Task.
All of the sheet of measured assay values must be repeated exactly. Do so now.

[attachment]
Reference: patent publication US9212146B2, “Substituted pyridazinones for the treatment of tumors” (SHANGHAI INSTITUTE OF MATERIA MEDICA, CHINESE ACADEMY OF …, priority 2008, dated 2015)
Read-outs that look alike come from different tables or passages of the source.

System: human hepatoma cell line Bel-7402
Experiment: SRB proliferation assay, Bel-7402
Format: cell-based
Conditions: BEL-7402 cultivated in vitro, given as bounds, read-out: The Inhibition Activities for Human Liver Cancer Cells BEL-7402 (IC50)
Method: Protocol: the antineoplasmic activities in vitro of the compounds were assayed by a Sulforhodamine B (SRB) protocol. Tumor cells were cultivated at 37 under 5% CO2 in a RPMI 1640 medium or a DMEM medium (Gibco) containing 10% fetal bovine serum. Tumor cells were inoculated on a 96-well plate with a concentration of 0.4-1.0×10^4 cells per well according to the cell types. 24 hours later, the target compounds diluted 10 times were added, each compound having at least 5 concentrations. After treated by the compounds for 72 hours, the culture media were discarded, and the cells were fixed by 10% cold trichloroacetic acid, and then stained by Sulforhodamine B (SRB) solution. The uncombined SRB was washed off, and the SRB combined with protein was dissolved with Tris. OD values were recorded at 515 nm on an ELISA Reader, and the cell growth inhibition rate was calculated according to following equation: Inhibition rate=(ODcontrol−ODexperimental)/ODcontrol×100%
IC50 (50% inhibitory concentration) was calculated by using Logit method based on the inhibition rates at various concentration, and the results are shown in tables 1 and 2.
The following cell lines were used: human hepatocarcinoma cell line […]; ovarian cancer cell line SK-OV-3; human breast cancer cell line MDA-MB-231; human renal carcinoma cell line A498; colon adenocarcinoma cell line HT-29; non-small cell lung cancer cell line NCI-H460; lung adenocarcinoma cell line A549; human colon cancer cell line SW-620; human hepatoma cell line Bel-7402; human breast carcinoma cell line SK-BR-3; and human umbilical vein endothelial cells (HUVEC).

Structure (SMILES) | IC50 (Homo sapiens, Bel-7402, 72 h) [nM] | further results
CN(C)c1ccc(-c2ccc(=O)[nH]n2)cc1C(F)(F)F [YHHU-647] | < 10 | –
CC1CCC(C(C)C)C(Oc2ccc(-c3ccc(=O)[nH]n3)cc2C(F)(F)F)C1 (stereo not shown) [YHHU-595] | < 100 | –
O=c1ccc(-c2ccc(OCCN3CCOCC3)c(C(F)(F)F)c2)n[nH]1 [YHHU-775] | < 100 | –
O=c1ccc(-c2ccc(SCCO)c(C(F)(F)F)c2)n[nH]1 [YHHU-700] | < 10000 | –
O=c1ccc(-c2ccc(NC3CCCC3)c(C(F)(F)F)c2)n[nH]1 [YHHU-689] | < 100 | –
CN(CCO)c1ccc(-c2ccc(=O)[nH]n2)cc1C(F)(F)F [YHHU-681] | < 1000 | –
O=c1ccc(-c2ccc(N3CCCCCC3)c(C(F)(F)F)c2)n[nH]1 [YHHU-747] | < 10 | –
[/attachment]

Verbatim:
Reference: patent publication US9212146B2, “Substituted pyridazinones for the treatment of tumors” (SHANGHAI INSTITUTE OF MATERIA MEDICA, CHINESE ACADEMY OF …, priority 2008, dated 2015)
Read-outs that look alike come from different tables or passages of the source.

System: human hepatoma cell line Bel-7402
Experiment: SRB proliferation assay, Bel-7402
Format: cell-based
Conditions: BEL-7402 cultivated in vitro, given as bounds, read-out: The Inhibition Activities for Human Liver Cancer Cells BEL-7402 (IC50)
Method: Protocol: the antineoplasmic activities in vitro of the compounds were assayed by a Sulforhodamine B (SRB) protocol. Tumor cells were cultivated at 37 under 5% CO2 in a RPMI 1640 medium or a DMEM medium (Gibco) containing 10% fetal bovine serum. Tumor cells were inoculated on a 96-well plate with a concentration of 0.4-1.0×10^4 cells per well according to the cell types. 24 hours later, the target compounds diluted 10 times were added, each compound having at least 5 concentrations. After treated by the compounds for 72 hours, the culture media were discarded, and the cells were fixed by 10% cold trichloroacetic acid, and then stained by Sulforhodamine B (SRB) solution. The uncombined SRB was washed off, and the SRB combined with protein was dissolved with Tris. OD values were recorded at 515 nm on an ELISA Reader, and the cell growth inhibition rate was calculated according to following equation: Inhibition rate=(ODcontrol−ODexperimental)/ODcontrol×100%
IC50 (50% inhibitory concentration) was calculated by using Logit method based on the inhibition rates at various concentration, and the results are shown in tables 1 and 2.
The following cell lines were used: human hepatocarcinoma cell line […]; ovarian cancer cell line SK-OV-3; human breast cancer cell line MDA-MB-231; human renal carcinoma cell line A498; colon adenocarcinoma cell line HT-29; non-small cell lung cancer cell line NCI-H460; lung adenocarcinoma cell line A549; human colon cancer cell line SW-620; human hepatoma cell line Bel-7402; human breast carcinoma cell line SK-BR-3; and human umbilical vein endothelial cells (HUVEC).

Structure (SMILES) | IC50 (Homo sapiens, Bel-7402, 72 h) [nM] | further results
CN(C)c1ccc(-c2ccc(=O)[nH]n2)cc1C(F)(F)F [YHHU-647] | < 10 | –
CC1CCC(C(C)C)C(Oc2ccc(-c3ccc(=O)[nH]n3)cc2C(F)(F)F)C1 (stereo not shown) [YHHU-595] | < 100 | –
O=c1ccc(-c2ccc(OCCN3CCOCC3)c(C(F)(F)F)c2)n[nH]1 [YHHU-775] | < 100 | –
O=c1ccc(-c2ccc(SCCO)c(C(F)(F)F)c2)n[nH]1 [YHHU-700] | < 10000 | –
O=c1ccc(-c2ccc(NC3CCCC3)c(C(F)(F)F)c2)n[nH]1 [YHHU-689] | < 100 | –
CN(CCO)c1ccc(-c2ccc(=O)[nH]n2)cc1C(F)(F)F [YHHU-681] | < 1000 | –
O=c1ccc(-c2ccc(N3CCCCCC3)c(C(F)(F)F)c2)n[nH]1 [YHHU-747] | < 10 | –